In the 1996 elections, BJP emerged as single largest party with 160 seats. Its leader AB Vajpayee was invited to form government but he had to resign only after remaining for 13 days in office. After thus, the National Front-Left Front was invited to form government. After long deliberations, HD Devegowda was nominated by the coalition to become India’s Prime Minister. Devegowda selected IK Gujral as foreign minister.
This government put maximum emphasis on better relations with neighbours. With China, the government signed an important Confidence Building Measures (CBM) agreement in 1996 when Chinese premier Jiang Zemin made first ever official visit of India by any Chinese premier. The first article of this agreement declared the neither India nor China would use military power against other. It also proposed deployment of minimum forces at border.
Towards Bangladesh, the government’s foreign policy saw marked improvement during Devegowda tenure. The Prime Minister sent seasoned politician and Chief Minister of Bengal Jyoti Basu to Bangladesh to discuss the controversial issue of sharing Ganges water. His able diplomacy and positive attitude of the both government led to signing of Ganga Water Accord, 1996 between Deve Gowda and Sheikh Hasina. Thus, an age old issue was solved between India and Bangladesh.
The Government also tried to improve relations with the Pakistan but at that time Pakistan was entangled into its own domestic crisis with removal of Benazir Bhutto in 1996.
With United States, India had good economic relations but issues such as CTBT persisted.
The Gujral Doctrine
The most important contribution of HD Deve Gowda Government to India’s Foreign Policy was Gujral Doctrine. Indra Kumar Gujral had remained a Foreign Minister under VP Singh and HD Deve Gowda and had also served as India’s 12th Prime Minister from April 1997 to March 1998.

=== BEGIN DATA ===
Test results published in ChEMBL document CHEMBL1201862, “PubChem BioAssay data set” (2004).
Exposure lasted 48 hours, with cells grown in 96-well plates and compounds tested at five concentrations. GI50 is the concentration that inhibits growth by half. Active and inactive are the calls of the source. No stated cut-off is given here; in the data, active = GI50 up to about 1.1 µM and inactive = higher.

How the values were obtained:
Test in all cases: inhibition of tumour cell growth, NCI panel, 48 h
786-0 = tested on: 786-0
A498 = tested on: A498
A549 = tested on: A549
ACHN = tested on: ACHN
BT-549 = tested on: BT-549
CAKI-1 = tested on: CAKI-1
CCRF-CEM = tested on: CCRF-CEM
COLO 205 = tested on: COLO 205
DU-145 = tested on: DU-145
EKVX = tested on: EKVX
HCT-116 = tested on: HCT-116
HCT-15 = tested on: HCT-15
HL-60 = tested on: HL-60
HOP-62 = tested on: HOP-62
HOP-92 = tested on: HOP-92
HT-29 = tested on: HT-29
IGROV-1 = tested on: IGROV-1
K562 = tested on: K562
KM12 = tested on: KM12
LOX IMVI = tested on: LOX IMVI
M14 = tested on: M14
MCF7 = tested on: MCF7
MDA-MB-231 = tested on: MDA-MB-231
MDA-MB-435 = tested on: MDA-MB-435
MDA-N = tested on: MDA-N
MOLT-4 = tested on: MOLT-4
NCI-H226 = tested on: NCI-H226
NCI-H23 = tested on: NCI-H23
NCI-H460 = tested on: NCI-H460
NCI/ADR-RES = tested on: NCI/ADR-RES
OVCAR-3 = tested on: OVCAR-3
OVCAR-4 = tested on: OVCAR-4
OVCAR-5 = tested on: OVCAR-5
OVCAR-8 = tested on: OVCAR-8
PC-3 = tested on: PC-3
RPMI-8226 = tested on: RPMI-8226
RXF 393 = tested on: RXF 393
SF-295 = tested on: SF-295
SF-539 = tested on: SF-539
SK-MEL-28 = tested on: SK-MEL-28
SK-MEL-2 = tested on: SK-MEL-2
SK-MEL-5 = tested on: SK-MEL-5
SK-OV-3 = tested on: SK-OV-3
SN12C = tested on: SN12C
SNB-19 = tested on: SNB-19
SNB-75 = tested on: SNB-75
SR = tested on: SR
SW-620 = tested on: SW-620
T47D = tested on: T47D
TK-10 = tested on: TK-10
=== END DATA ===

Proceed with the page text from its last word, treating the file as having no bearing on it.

He articulated the Gujral Doctrine as India’s foreign minister in September 1996 in order to achieve better relations with neighbours and to secure peace in South Asia.
Main Principles of Gujral Doctrine
The five key principles of Gujral Doctrine were as follows:
- As the largest nation in South Asia, India must show a big heart. With neighbours viz. Bangladesh, Bhutan, Maldives, Nepal and Sri Lanka, India must not ask for reciprocity, but should give all that it can in good faith and trust.
- No South Asian country would allow its territory to be used against the interest of another country
- No country would interfere in the internal affairs of another.
- South Asian Countries should respect each other’s territorial integrity and sovereignty
- Countries of South Asia must settle all their disputes through peaceful bilateral negotiations.
The “Gujral Doctrine” sought to end India’s endless contestations with neighbours and offered to walk the extra mile in resolving longstanding problems. Gujral was aware of the dangerous neighbourhood of India and this doctrine basically projected India as a benign big brother so that peace can be maintained. As a benign big brother, India would give concessions to all except Pakistan without any reciprocal return expectation. Thus, this policy was of non-reciprocal accommodation of India’s neighbours was aimed for India’s own accelerated economic development also.
It has relevance today also as most neighbours of India are much smaller in size in comparison to its own size. Further, being a dominant economy, making unilateral concessions can help to build trust. The country cannot remain in loggerheads with neighbours as it gives an opportunity to internal and external non-state actors to destabilize the country.
Foreign Policy of Indra Kumar Gujral as Prime Minister
Indra Kumar Gujral had served as India’s 12th Prime Minister from April 1997 to March 1998. As foreign minister in HD Deve Gowda, he had already articulated his Gujral Doctrine to secure sustainable peace in South Asia. After taking over as Prime Minister, he continued his efforts to improve relations with neighbours. With Pakistan, Gujral was able to form Joint Working Groups (JWGs) to discuss outstanding problems in Kashmir; Peace and Security; Wulgar Dam and Tul Bul project; Sir Creek Issue; Issue of drug trafficking and trade. Via a joint statement, there was a genuine and sincere effort shown to solve Kashmir dispute.
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